The intricate details of bryophytes were recently described at an educational seminar sponsored by the Nebraska Native Plant Society, and hosted by Dr. David M. Sutherland. The session was held in a laboratory on the fifth floor of Allwine Hall, at the University of Nebraska at Omaha, on March 27th, a Saturday morning with gray skies, morning precipitation and somewhat chilly temperatures prevalent.
Weather conditions outside may have been a factor why more than 30 people attended the inside program hosted by Professor Sutherland, a UNO biology professor. Dr. Robert Kaul, a career botanist from the University of Nebraska in Lincoln, also attended to assist with informing people about flora.
Both of these professors have had an essential and profoundly important role in the recent history of Nebraska flora, and to have both of them present was indicative of the value of the event.
Dr. Sutherland started by giving an hour-long visual presentation which showed the intricate, and prominent details of bryophytes - in amazing detail - to the attentive audience, and where applicable, included maps of distribution for species in Nebraska which had never been previously presented in a public venue.
Dr. Sutherland handling a fresh growth of bryophyte material..
Dr. Kaul and Dr. Sutherland.
It was obvious that understanding bryophytes included knowing essential details of their life-cycle and morphology, based on accepted and essential scientific terminology. Dr. Sutherland provided a handout listing definitions for terms essential to understanding and identifying species of bryophytes.
The images used were from a variety of sources, ranging from locally focused efforts to the exquisite works of bryophyte enthusiasts of the world, with each image distinctly attributed in the manner typical of a botany professor cognizant of the essentials for defining the scholarly source of information.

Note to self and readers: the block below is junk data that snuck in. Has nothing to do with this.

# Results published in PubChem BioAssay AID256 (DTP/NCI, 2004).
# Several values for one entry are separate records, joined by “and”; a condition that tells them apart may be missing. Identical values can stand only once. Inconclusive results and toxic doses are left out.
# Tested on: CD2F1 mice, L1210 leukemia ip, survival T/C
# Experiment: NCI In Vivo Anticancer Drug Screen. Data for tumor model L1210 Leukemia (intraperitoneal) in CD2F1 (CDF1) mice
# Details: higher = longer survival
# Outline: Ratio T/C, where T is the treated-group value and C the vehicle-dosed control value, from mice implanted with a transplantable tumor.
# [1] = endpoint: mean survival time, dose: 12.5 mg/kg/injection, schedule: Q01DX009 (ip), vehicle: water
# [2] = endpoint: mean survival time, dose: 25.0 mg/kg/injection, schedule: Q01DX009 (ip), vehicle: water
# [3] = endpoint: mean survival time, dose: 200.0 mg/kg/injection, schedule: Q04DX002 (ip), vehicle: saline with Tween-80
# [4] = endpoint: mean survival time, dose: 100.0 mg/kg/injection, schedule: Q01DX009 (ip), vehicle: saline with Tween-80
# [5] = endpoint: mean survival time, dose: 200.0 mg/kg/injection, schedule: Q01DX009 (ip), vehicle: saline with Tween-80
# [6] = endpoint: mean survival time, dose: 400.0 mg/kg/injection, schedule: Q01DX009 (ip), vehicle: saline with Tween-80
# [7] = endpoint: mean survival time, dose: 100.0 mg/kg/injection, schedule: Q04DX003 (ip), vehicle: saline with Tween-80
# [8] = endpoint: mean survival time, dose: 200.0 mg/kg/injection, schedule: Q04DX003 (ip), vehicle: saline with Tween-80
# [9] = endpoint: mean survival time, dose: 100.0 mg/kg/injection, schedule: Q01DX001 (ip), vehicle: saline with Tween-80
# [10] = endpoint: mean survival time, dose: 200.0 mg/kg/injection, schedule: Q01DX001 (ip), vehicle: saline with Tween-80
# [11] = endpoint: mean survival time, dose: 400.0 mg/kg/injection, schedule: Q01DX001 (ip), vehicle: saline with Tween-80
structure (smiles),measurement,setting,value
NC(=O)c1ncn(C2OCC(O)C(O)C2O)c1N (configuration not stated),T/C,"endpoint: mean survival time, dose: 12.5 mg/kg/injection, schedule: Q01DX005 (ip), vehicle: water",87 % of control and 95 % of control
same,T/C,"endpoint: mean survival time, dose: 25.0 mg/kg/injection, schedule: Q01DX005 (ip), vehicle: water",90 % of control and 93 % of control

There are about 130 species of bryophytes in Nebraska, which includes liverworts, hornworts and mosses, Sutherland explained.
Many of the species discussed were from local parks, natural areas and other similar areas with a variety of settings conducive to bryophyte survival. Particular places mentioned included Fontenelle Forest - a privately-managed preserve, at Hummel Park and Dodge Park which are maintained by the Omaha Parks and Recreation Department, and at Schramm Park State Recreation Area, a state of Nebraska property.
Some very common species could be found among urban places, including the relict natural habitats of the creeks in Elmwood Park, adjacent to the UNO campus.
One species shown has a history based upon a single instance of occurrence from 1888.
One detail worth noting, was that many species of bryophytes do not have a common name, and are only known by their scientific moniker.
After the presentation, attendees could look very closely at fresh examples of the miscellaneous species typical of the Missouri River valley. There were more than a dozen dissecting microscopes setup with various samples that could be viewed in closeup detail.
The history of bryology in Nebraska is mostly based in the past. There are exceptions, including the information derived by Roland Barth, from his pictorial depictions for the natural history of Fontenelle Forest along the floodplain and bluffs of the Missouri River in Sarpy County.
Kay Kottas, Roland Barth and Loren Padelford at the bryophyte session. Barth and Padelford are involved with NatureSearch, an online guide to living things in Fontenelle Forest and Neale Woods.
Not much has been done on bryology in Nebraska since it received some attention more than 35 years ago, with the efforts of Steve Churchill, Kaul and Sutherland said. Churchills was a university student at the time and focused on identifying the species known, and where they were known to occur in Nebraska.
In preparation for the seminar, Dr. Sutherland, with some help, visited Schramm Park on the Platte, to gather samples of fresh material for the Saturday program, and the result was quite spectacular.
There were several new records of occurrence for species of bryophytes in Sarpy County, Dr. Sutherland said.
Dr. Sutherland and Dr. Kaul agree on the biggest challenge for knowing more about the bryophytes of Nebraska.
They both explained more surveys need to be made to be able to better realize the current distribution of bryophtes in Nebraska.
Enthusiasts need to get out and make new records, the botany professors said.
Babs and Loren Padelford, and Dr. Sutherland discussing features of bryophytes at Allwine Hall.